HC Deb 25 October 1994 vol 248 cc746-8
7. Mr. Rooker

To ask the Secretary of State for Health what progress is being made in respect of the mortality reduction targets set out in "The Health of the Nation", Cm. 1986.

Mrs. Virginia Bottomley

The latest figures show that good progress is being made towards virtually all the mortality targets set out in "The Health of the Nation" White Paper. The targets were deliberately set to be challenging and it is most encouraging that so much has already been achieved.

Mr. Rooker

Speaking between two planted questions, may I ask whether the Minister accepts that poverty is an important factor in determining death rates? That is shown by the fact that deaths from coronary heart disease among poor men and poor women are respectively 44 per cent. and 61 per cent. higher than would otherwise be expected. Does the right hon. Lady appreciate that in the past 15 years in just four regions of the country—the north, the north-west, Yorkshire and Merseyside—there have been 125,000 more deaths from coronary heart disease than should otherwise have been expected? That amounts to the Government, by their neglect, killing off two constituencies of Labour voters.

Mrs. Bottomley

I am with the hon. Gentleman to the extent that the Government are committed to wealth creation, job creation and the relief of poverty, and we have been remarkably successful in that. I am also with him to the extent that I am aware of the severe problem of coronary heart disease in his constituency. That is why I hope that he will welcome the £23 million going into primary care in the Birmingham area precisely so that more GPs can deal with those issues and with the multi-factor causation of coronary heart disease and strokes. A great number of factors are involved; the whole point of "The Health of the Nation" strategy is to look into the causes of disease.

The hon. Gentleman may like to know that the health of the nation has improved for all income groups and all social classes, and perinatal mortality has decreased, as a result of the success of the health reforms and the work that we have been undertaking.

Mrs. Roe

Does my right hon. Friend agree that the highly successful programme of childhood immunisation has made a major contribution to reducing the numbers of untimely deaths and improving the health and well-being of children? Will she take this opportunity to reinforce the message that, with the threat of a measles epidemic, it is vital that parents ensure that their children are vaccinated?

Mrs. Bottomley

I thank my hon. Friend. I can confirm the great success of the immunisation campaign. It is bizarre that the Labour party so stubbornly resisted the new GP contract, which has resulted in well over 90 per cent. of children being immunised against avoidable childhood diseases.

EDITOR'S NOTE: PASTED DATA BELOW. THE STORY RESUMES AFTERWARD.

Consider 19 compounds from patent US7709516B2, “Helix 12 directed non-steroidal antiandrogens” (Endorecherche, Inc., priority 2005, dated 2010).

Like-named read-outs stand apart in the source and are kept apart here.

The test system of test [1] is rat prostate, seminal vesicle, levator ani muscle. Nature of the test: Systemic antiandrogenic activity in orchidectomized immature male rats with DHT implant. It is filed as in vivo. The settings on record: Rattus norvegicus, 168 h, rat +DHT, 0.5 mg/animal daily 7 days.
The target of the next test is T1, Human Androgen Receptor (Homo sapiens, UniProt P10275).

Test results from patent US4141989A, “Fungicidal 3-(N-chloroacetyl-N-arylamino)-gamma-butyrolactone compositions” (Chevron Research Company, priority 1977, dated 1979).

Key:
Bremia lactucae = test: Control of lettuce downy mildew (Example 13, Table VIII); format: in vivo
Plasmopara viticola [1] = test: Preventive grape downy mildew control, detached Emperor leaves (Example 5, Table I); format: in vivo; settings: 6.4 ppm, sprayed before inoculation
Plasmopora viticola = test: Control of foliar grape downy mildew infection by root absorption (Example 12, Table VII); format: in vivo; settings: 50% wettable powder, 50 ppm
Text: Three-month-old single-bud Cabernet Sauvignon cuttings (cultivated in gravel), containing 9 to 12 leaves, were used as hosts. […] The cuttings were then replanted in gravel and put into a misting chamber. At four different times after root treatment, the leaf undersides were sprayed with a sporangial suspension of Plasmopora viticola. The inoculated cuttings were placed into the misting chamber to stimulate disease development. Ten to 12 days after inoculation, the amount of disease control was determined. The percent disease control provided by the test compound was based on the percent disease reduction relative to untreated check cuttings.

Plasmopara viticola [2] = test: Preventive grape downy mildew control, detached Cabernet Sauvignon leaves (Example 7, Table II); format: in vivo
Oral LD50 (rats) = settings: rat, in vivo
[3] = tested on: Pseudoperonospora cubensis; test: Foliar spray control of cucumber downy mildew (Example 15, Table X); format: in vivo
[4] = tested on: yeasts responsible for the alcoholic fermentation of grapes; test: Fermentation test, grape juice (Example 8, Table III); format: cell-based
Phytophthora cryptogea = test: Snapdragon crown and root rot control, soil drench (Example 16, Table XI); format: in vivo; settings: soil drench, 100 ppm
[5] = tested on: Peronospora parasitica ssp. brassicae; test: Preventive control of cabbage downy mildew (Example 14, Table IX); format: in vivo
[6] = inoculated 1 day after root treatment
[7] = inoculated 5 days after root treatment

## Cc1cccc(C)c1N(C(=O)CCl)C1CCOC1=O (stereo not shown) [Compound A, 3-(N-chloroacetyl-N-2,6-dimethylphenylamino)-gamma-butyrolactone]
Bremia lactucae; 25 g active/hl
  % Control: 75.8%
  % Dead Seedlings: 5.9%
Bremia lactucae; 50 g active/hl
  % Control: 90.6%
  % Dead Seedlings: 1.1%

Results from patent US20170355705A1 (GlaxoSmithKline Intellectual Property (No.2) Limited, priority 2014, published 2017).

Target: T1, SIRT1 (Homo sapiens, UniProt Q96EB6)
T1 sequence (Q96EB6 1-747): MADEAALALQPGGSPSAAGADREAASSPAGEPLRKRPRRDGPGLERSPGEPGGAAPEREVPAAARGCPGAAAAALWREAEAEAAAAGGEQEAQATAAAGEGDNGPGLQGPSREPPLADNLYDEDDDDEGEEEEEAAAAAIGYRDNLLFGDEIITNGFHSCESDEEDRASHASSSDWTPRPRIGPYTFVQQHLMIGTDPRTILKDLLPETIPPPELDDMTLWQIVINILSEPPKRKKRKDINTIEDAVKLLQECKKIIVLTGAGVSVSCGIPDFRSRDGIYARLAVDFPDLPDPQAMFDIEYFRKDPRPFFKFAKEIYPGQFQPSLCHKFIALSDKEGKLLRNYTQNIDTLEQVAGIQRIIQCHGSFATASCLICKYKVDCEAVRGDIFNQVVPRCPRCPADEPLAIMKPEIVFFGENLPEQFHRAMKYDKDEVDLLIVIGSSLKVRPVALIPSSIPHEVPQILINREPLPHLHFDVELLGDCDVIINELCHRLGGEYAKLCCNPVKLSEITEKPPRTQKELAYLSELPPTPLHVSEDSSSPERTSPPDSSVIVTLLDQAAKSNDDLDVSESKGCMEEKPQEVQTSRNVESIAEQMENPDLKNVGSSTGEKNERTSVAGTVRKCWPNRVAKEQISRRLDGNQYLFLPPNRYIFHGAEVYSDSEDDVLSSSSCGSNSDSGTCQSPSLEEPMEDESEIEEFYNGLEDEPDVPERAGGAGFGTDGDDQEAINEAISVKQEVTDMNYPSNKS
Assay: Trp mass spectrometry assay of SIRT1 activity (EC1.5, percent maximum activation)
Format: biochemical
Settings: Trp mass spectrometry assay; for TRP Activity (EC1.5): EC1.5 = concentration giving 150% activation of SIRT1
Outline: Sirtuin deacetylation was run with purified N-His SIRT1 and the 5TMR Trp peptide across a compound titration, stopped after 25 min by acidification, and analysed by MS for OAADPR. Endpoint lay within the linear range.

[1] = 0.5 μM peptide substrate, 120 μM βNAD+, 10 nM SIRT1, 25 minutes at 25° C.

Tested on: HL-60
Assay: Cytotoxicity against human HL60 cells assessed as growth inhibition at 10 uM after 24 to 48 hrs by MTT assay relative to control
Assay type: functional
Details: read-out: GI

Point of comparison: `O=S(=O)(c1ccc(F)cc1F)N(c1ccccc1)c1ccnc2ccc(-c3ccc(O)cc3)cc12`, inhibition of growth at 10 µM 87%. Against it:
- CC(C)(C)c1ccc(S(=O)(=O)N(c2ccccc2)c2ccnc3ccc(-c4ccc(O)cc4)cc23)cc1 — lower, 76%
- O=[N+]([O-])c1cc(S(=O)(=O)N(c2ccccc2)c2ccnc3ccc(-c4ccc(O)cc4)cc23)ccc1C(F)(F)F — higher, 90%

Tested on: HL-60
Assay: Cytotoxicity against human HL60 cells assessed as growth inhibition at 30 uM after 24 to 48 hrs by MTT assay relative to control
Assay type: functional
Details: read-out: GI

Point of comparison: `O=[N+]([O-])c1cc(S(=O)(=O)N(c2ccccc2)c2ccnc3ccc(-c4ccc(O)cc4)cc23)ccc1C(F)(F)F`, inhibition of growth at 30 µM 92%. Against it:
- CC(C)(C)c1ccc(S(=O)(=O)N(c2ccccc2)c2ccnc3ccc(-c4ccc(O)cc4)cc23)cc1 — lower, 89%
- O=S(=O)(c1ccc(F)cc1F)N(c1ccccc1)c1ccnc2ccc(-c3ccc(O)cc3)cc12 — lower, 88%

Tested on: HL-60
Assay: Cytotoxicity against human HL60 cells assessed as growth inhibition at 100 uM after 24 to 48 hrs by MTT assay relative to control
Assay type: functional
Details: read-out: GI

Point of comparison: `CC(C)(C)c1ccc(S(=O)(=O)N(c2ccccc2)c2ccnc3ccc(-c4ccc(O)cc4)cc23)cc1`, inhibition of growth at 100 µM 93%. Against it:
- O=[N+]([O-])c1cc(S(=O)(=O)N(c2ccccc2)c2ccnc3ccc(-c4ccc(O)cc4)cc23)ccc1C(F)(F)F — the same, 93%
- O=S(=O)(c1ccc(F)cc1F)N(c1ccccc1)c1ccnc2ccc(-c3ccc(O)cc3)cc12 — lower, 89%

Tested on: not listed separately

That is just one of many ways in which we set a target that we not only met but beat. The introduction of the hib meningitis vaccine has resulted in an 80 per cent. fall in those cases in only a year. This country now has its largest ever immunisation programme. Some 7 million schoolchildren are to be immunised in November. We hope that the scheme will be widely supported because it is the effectiveness and success of the national health service that enables us to implement that important policy.

Mrs. Wise

What account is the Secretary of State taking of the clear links that have been established between unemployment and mortality and ill health? What is the right hon. Lady doing about that, and will she restrain her hon. Friends from hounding the unemployed and persuade her Government to act to provide more real jobs?

Mrs. Bottomley

I am vigorously championing the success of the Prime Minister and other members of the Government in reducing the number of unemployed. A reduction of 400,000 in the number of unemployed since the end of 1992 is a remarkable achievement. I am certainly not pursuing populist gimmicks such as compulsory paternity leave which would be imposed by Brussels and would drive jobs out. A minimum wage would also be counter-productive in terms of providing real jobs for our people. I want to make sure not only that we have people in employment but that we have healthy people in employment.

Mr. Sims

Is not the progress towards meeting the targets in "The Health of the Nation" extremely encouraging? But does my right hon. Friend share my disappointment at the poor figures in relation to reducing the incidence of smoking among young people and especially girls? What are her plans to reduce the largest avoidable cause of premature death?

Mrs. Bottomley

My hon. Friend is a persistent and wise champion of the cause of reducing the extent of smoking. As he will know, in that respect we have been more successful than any other European country apart from the Netherlands. That is largely because we believe that price is a crucial variable. Every 10 per cent. increase in price leads to a 3 to 6 per cent. fall in consumption. We are meeting the target for adults and pregnant women. The problem is in meeting the target for young people. The most important factors are parental disapproval and education in schools. I am pleased that through our "Health of the Nation" strategy we are reinforcing our messages to parents and to those in control of young people and are increasing the extent of anti-smoking education.